By Ed Huyck
By Melissa Wray
By Patrick Strait
By Jonathan McJunkin
By B Fresh Photography
By Ryan Siverson
By Kendra Sundvall
By Ed Huyck
Picture Cirque du Soleil directed by neurologist guru Oliver Sachs. Add a soupçon of feisty Carrie and the wry Miranda from Sex in the City. Shake it up with a few tutus, and you have some idea of the worlds about to collide in trickpony: An Aerial Romp Through the Brain, the new aerial/dance/theater work by Sally Rousse and Chelsea Bacon.
"When I first saw Chelsea naked and hanging from her neck, I knew immediately that I had to work with this woman," says Rousse.
The attraction was mutual. "Sally can do things alone on pointe shoes that most of us couldn't do even with a partner," says Bacon.
After meeting as fellow performers in 3 Legged Race's 1999 multidisciplinary showcase "Blizzard in August," the women forged a peripatetic alliance. Rousse, a self-described "renegade ballerina" who dances with the James Sewell Ballet, traveled to New York a few times to work with Bacon, a new-wave aerialist. But the idea of creating a work together really took shape during a two-month period after September 11 when Bacon's New York apartment became temporarily uninhabitable and she came to live with Rousse.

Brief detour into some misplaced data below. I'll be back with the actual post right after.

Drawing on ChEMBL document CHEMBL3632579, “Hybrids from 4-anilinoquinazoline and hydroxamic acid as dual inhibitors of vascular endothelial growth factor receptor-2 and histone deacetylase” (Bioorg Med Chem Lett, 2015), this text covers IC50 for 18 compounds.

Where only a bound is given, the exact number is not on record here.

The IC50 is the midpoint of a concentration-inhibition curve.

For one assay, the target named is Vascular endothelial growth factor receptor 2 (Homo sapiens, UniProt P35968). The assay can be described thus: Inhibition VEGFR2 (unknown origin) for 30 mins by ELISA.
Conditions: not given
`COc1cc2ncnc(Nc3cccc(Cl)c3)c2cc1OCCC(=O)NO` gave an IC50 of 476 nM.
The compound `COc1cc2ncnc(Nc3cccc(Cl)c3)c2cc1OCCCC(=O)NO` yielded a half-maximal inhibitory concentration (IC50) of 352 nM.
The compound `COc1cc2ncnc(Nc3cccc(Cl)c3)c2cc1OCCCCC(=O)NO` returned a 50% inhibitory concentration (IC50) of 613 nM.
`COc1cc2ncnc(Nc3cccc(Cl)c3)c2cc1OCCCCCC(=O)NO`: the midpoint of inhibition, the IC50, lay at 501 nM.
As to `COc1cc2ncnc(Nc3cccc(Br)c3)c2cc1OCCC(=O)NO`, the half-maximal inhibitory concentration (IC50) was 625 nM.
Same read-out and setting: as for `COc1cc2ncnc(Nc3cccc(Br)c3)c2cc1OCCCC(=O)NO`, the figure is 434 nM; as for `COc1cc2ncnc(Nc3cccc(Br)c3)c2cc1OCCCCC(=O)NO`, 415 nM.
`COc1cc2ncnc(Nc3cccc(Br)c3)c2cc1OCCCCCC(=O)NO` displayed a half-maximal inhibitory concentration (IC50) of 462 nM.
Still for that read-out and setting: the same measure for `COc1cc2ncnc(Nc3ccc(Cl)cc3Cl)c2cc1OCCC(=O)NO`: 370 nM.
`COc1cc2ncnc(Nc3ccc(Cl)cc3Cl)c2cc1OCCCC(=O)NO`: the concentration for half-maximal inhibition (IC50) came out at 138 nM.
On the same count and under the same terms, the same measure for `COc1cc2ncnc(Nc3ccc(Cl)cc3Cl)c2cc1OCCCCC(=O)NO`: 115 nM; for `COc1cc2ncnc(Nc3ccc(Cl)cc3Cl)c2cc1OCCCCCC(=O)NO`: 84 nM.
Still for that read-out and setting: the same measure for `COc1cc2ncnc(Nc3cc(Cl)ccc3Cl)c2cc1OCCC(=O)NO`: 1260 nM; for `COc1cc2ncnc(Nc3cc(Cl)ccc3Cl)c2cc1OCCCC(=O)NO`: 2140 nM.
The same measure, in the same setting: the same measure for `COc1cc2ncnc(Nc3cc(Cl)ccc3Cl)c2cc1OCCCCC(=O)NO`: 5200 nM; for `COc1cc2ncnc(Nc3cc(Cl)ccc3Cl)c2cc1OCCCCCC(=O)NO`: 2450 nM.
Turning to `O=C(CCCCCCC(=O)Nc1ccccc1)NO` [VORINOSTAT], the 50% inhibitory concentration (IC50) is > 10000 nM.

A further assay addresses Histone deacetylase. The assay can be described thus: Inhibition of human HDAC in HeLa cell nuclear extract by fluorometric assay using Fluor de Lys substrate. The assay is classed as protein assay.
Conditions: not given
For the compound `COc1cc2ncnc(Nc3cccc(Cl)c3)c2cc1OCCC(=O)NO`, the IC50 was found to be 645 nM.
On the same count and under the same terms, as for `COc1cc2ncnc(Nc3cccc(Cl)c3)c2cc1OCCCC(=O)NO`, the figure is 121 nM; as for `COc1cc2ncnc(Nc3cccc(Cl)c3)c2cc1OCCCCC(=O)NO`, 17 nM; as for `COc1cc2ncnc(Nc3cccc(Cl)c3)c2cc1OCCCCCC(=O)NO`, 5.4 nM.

During rehearsals in June, the women improvised material on three rectangular structures resembling trapezes, controlled by a complicated rigging system. A visitor then might have seen Bacon hanging suspended in one of the frames while Rousse tugged mightily at a rope that cranks the contraption higher. The petite, scrappy Rousse would go on to pratfall with each yank of the rope, while Bacon ascended serenely in little jerks--an Abbott and Costello take on leverage.
Other images from the show are more fragmented and earthbound. Bacon manipulates a headless, footless, and one-armed doll, while Rousse becomes tangled up in a coil of rope like a deranged cowgirl. Sometimes the two seem isolated in an aerial cocoon, finding effortless repose in torturous positions.
"This is not about circus," says Bacon, whose bracing directness as a performer matches her deadpan New York humor. Circus is hardly a word we use." Early on in their collaboration, Bacon introduced Rousse to a book of sketches by Nadia, an autistic girl who at age three became obsessed with drawing vibrantly animated horses. While the two insist that trickponyis not directly about autism, they do admit to a fascination with the "savant" state of many autistics. "We were fascinated by that brain state, so familiar to both of us, where you can't do something, but you can do something else extremely well," says Rousse.
"The way I use aerial stuff is not normal," says Bacon. "It's about perception--not a pretty dance in the air."
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